Horm Metab Res 2009; 41(4): 314-319
DOI: 10.1055/s-0028-1102944
Humans, Clinical

© Georg Thieme Verlag KG Stuttgart · New York

COX-2 Expression in Highly Aggressive Thyroid Malignancies – Indication for a Possible Therapeutic Option?

S-Y. Sheu 1 , F. Grabellus 1 , S. Schwertheim 1 , K. Mann 2 [*] , C. Ensinger 3 , D. Öfner 4 , M. Bockhorn 5 , D. Fuhrer 6 , K. W. Schmid 1 [*]
  • 1Institute of Pathology and Neuropathology, University Hospital of Essen, University of Duisburg-Essen, Germany
  • 2Department of Endocrinology and Division of Laboratory Research, University Hospital of Essen, University of Duisburg-Essen, Germany
  • 3Pathological Institute, Medical University of Innsbruck, Innsbruck, Austria
  • 4Clinic of Visceral Surgery, Medical University of Innsbruck, Innsbruck, Austria
  • 5Department of General Surgery, University Hospital Hamburg Eppendorf, Hamburg
  • 6Department of Endocrinology, University Hospital of Leipzig, University of Leipzig, Germany
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received 26.09.2008

accepted 16.10.2008

01. Dezember 2008 (online)


Both anaplastic thyroid carcinoma (ATC) and angiosarcoma of the thyroid (AST) are highly aggressive malignancies with very limited therapeutic options. Since selective inhibition of COX-2, for example, by celecoxib has been shown to suppress both tumour formation and progression, we investigated COX-2 protein expression in a series of ATC and AST (26 cases each) using immunohistochemistry. COX-2 expression was demonstrated in 13 ATC (50%) and 11 AST (42%); a strong COX-2 expression in more than 50% of vital tumour cells was found in 5 ATC and 5 AST, respectively. Although a recently performed phase II trial applying celecoxib failed overall to halt tumour progression in differentiated thyroid carcinoma, the two cases with partial or complete remission noted in this study were related to tumours with immunohistochemically proven strong COX-2 expression. The strong COX-2 expression observed in approximately 20% of our ATC and AST samples may thus indicate selective patients with a possible therapeutic option for an otherwise fatal disease.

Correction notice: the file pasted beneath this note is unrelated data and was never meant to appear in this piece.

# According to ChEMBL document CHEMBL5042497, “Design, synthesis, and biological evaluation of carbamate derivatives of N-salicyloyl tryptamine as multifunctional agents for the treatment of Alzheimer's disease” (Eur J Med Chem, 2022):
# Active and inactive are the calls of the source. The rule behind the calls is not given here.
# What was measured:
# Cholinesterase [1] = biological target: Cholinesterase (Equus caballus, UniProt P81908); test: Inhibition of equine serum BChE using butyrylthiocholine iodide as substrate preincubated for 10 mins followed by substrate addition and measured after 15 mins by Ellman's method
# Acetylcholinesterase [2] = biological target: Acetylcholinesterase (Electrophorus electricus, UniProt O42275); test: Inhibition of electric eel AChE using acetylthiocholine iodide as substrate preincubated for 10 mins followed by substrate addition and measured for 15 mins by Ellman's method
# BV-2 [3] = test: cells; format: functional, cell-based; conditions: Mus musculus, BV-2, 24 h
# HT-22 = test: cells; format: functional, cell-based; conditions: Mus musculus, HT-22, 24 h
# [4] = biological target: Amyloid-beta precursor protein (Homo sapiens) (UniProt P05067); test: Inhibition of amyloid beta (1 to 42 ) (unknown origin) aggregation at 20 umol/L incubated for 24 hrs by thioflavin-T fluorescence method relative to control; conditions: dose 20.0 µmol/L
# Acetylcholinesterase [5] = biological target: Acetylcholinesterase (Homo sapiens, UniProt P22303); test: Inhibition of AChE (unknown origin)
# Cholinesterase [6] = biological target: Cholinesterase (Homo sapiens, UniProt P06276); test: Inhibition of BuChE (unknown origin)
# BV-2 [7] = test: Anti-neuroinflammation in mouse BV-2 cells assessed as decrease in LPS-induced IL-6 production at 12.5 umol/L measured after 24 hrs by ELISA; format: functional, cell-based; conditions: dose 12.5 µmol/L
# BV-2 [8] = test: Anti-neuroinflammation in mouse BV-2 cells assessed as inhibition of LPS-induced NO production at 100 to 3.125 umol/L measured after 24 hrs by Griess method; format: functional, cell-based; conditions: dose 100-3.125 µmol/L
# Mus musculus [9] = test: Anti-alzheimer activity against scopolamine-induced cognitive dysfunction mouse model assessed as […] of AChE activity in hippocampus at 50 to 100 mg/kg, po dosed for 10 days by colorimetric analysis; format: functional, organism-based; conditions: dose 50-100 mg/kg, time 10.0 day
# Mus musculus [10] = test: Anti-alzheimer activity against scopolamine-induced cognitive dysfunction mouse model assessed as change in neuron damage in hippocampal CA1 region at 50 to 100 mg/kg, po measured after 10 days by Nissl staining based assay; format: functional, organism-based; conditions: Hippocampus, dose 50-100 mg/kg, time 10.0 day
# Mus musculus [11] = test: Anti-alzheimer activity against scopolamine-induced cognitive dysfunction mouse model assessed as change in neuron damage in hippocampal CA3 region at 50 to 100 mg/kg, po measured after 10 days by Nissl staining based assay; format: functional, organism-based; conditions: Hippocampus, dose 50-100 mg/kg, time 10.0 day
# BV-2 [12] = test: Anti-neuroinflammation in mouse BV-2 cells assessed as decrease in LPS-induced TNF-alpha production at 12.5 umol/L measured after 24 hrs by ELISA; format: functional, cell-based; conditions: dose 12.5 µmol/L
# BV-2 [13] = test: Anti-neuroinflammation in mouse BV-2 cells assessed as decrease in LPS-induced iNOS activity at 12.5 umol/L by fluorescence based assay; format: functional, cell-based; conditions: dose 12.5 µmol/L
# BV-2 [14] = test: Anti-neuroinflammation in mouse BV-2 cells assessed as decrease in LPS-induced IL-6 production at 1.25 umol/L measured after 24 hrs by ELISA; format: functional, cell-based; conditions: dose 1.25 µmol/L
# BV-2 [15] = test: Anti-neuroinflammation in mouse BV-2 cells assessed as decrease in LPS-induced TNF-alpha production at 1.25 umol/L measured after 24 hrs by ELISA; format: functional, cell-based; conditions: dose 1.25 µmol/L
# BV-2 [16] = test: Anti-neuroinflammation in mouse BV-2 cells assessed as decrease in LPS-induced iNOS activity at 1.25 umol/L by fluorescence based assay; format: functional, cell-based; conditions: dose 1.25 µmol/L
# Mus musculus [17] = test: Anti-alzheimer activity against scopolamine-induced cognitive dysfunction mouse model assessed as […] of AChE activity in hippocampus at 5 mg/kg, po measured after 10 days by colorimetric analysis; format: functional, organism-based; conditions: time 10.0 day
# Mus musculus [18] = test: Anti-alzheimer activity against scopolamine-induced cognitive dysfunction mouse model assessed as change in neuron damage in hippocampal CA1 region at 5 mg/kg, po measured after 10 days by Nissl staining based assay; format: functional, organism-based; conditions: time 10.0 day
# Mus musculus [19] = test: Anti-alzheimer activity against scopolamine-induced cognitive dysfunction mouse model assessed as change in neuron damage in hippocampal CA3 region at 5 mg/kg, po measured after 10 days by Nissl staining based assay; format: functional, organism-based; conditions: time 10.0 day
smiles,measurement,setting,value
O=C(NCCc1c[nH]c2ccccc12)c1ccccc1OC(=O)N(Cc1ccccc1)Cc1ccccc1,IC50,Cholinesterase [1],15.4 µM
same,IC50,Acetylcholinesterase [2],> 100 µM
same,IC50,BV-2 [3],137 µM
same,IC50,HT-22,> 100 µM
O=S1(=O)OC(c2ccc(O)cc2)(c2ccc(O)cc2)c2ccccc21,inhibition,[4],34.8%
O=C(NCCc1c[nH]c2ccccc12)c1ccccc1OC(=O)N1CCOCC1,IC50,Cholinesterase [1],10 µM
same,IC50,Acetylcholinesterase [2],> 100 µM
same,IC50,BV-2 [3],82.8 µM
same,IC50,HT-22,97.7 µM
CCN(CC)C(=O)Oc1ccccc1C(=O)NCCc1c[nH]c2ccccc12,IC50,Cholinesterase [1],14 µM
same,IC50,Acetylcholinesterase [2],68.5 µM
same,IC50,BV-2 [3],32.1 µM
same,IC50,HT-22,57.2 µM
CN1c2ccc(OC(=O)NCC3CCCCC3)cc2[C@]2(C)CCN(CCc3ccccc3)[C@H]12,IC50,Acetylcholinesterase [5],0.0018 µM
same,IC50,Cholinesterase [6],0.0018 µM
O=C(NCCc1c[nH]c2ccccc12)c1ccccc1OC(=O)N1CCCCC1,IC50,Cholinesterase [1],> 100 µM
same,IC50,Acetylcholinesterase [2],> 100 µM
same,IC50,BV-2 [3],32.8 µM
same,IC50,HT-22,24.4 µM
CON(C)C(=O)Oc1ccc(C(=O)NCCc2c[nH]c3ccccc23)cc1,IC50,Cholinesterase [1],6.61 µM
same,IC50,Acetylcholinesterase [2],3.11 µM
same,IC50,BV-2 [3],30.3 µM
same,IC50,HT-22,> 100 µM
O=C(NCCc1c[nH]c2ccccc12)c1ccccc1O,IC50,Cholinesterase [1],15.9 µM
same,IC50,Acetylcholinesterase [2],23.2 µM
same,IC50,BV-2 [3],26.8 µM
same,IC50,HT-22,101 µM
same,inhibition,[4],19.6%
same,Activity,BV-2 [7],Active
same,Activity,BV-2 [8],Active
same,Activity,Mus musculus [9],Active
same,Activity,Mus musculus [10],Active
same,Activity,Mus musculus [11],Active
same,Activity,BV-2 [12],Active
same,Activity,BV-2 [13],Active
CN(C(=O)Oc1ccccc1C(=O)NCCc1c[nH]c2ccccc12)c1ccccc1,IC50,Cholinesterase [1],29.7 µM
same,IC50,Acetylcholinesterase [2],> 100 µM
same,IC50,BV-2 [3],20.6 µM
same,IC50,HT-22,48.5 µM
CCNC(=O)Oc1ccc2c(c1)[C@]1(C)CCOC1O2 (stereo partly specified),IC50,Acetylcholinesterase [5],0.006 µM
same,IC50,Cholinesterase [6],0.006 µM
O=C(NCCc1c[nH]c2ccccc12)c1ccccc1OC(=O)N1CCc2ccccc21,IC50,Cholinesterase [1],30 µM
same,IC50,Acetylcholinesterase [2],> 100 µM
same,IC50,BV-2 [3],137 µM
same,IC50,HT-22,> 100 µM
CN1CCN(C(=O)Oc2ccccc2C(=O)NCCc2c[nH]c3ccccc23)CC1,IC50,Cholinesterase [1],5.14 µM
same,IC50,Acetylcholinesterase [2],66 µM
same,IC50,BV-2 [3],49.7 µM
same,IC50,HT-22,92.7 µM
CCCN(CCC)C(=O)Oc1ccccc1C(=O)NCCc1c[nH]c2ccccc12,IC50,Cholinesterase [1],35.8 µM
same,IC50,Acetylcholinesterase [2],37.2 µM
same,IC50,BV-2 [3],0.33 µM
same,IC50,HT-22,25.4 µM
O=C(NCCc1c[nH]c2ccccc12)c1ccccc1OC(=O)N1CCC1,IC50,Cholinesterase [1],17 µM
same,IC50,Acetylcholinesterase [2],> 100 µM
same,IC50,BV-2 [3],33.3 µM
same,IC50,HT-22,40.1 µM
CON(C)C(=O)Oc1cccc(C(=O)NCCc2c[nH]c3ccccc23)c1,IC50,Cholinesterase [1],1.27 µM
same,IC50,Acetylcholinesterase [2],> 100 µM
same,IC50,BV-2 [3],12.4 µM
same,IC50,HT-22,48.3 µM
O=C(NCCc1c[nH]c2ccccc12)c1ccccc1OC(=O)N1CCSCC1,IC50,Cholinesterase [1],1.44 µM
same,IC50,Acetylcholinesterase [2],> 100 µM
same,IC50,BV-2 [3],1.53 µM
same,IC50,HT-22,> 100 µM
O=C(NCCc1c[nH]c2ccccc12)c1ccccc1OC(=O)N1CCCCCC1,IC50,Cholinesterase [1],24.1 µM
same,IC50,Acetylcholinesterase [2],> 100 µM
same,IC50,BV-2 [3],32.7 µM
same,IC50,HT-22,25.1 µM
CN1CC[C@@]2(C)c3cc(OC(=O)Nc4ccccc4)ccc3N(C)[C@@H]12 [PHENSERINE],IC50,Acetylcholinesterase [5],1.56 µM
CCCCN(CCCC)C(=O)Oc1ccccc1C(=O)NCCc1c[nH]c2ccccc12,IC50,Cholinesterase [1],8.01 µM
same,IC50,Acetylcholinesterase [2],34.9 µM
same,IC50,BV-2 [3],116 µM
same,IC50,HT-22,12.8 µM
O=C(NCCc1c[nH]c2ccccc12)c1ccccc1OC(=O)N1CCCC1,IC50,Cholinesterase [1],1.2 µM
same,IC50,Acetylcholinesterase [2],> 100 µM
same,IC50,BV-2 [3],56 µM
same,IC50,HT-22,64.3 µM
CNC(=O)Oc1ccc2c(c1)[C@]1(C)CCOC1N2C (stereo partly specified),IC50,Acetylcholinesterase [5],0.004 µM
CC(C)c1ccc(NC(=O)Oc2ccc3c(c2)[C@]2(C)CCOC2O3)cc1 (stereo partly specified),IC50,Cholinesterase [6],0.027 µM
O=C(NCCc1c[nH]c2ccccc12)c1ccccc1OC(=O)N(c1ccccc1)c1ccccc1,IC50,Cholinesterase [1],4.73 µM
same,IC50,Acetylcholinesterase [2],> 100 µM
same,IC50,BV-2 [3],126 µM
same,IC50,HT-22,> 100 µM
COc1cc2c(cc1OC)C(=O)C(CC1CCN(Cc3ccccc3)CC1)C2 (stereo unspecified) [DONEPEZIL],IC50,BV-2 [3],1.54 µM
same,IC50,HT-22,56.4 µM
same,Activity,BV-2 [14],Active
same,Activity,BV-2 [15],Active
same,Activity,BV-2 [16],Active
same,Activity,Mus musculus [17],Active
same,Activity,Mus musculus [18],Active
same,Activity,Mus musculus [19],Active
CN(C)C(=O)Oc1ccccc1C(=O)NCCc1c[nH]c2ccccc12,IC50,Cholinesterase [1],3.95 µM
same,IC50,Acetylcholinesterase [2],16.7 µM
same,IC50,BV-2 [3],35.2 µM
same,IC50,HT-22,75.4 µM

1 Member of the West German Cancer Centre Essen (WTZE).


K. W. Schmid, MD, MRCPath 

Institute of Pathology and Neuropathology

University Hospital of Essen

University of Duisburg-Essen

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